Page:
Critical Analysis: International Movement to Ban Products Using Animal Research

A white mouse suffers from skin and eye irritation tests conducted in a research lab. (
A white mouse suffers from skin and eye irritation tests conducted in a research lab. (

It took 20 years of campaigning and several delays, but on March 11, 2013, the European Union law went in to effect to ban cosmetic products and their ingredients that use research on animals. The ban stipulates that no new products tested on animals will be imported in the EU. This ban will include products from skin cream and toothpaste to bleaches and air fresheners. The EU ban follows a similar import ban in Israel that went into effect in early January for toiletries, detergents, and cosmetics. These import bans mean that any company that uses animal testing for new cosmetics will no longer be able to sell those products in the EU or Israeli markets.

The EU cosmetic industry is estimated to be worth $91 billion per year. The import ban opens the question as to whether or not other countries will end up adopting the EU standard in order to compete in the market. India is one country that recently made some movement in response to the ban. In late February, Drug Controller General of India, Dr. GN Singh ordered animal testing for cosmetics to be indefinitely suspended. In addition, an elected representative, Baijayant Panda, is also urging India to follow the EU and Israel to set an example for cruelty-free products.

On the other hand, in China, the law mandates that manufacturers test products on animals before selling to consumers. This will put China at an economic disadvantage since they will not be able to sell those cosmetic items in Europe. However, the Chinese regulation also puts outside brands in a bind. If they wish to sell within China, it will require the companies to make exceptions to comply with the required animal testing. A company claiming to be cruelty-free but allowing Chinese regulators to test certain products on animals could tarnish a company’s image in the eyes of its consumers. For example, the Japanese cosmetic company Shiseido, responded to the EU ban by explaining that in April, it would only use animal testing in rare instances of safety concerns or for import to China.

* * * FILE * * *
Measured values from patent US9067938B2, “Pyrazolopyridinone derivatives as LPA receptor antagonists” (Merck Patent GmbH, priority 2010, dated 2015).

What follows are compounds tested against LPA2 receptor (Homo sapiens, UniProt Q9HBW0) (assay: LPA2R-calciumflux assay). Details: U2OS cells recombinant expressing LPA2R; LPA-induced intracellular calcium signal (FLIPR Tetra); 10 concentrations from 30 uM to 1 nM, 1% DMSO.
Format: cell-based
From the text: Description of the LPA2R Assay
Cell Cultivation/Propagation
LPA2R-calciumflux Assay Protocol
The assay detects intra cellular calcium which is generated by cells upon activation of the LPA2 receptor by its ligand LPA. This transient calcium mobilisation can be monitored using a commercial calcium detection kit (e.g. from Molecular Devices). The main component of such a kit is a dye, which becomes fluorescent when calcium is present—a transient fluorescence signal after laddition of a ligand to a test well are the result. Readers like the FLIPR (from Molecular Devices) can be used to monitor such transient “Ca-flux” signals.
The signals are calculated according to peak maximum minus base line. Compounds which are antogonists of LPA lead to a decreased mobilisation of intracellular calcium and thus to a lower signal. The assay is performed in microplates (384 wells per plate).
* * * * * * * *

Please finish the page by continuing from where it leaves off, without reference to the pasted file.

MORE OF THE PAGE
The Humane Society describes some of the types of animal tests used for researching cosmetic chemicals include skin and eye irritation tests used on rabbits without pain relief, force-feeding tests to look for cancer or birth defects, and lethal dose tests that feed chemicals to animals to discover the dosage level that causes death. However, the Physicians Committee for Responsible Medicine consider animal testing alternatives to be necessary because animal research is not effective and does not accurately predict the way the human body will react to chemicals it is given.

The European Commission has been researching alternatives since 1991 but formally established the European Union Reference Laboratory with the launch of the European Centre for the Validation of Alternative Methods in 2011 to work towards reducing and replacing animals for chemical, biological, and vaccination safety testing. Animal alternatives include human volunteers for clinical studies, synthetic human tissue, computer simulation programs, or in vitro cell cultures. From 2007 to 2011, the European Commission made 238 million euros available to fund the research of alternative methods.

Despite the progress made, some people disagree with this view that alternatives are the better choice. Scientist Jennifer Sass of the Natural Resources Defense Council believes the alternatives cannot address all of the safety issues present. For example, synthetic skin tests will not indicate detrimental effects to the immune system. Furthermore, some scientists still firmly believe animal testing can be useful for humans in areas such as genetics, stem cell research, and the development of antibiotics and other pharmaceuticals. One German lawmaker, Ms. Roth-Behrendt, also believes the EU ban for cosmetics still provides companies with a loophole. She theorizes that if the ingredients tested on animals for non-cosmetic purposes, such as pharmaceuticals, the cosmetics companies could potentially use them. In addition, ingredients tested on animals prior to the ban will remain on the shelves. The EU remains firm on the ban however in hopes that scientists and regulators will collaborate and create innovative alternative methods.

It will be interesting to see whether other countries such as the U.S., Canada, Russia, or Brazil will adopt the EU standard to ban animal testing with cosmetics or if more corporations will voluntarily react to the changed law like Shiseido. Groups like PETA will likely continue to work closely on advocating for change in China; especially as science and technology progresses, animal advocates will hope that in time the laws will reflect a more humane method of research and development. It is possible that this EU ban will push more movement toward banning animal testing, not just for cosmetics, but also in other areas of safety testing such as medicine and pharmaceuticals.

Kristen Pariser is a 2L and Staff Editor for the Denver Journal of International Law and Policy.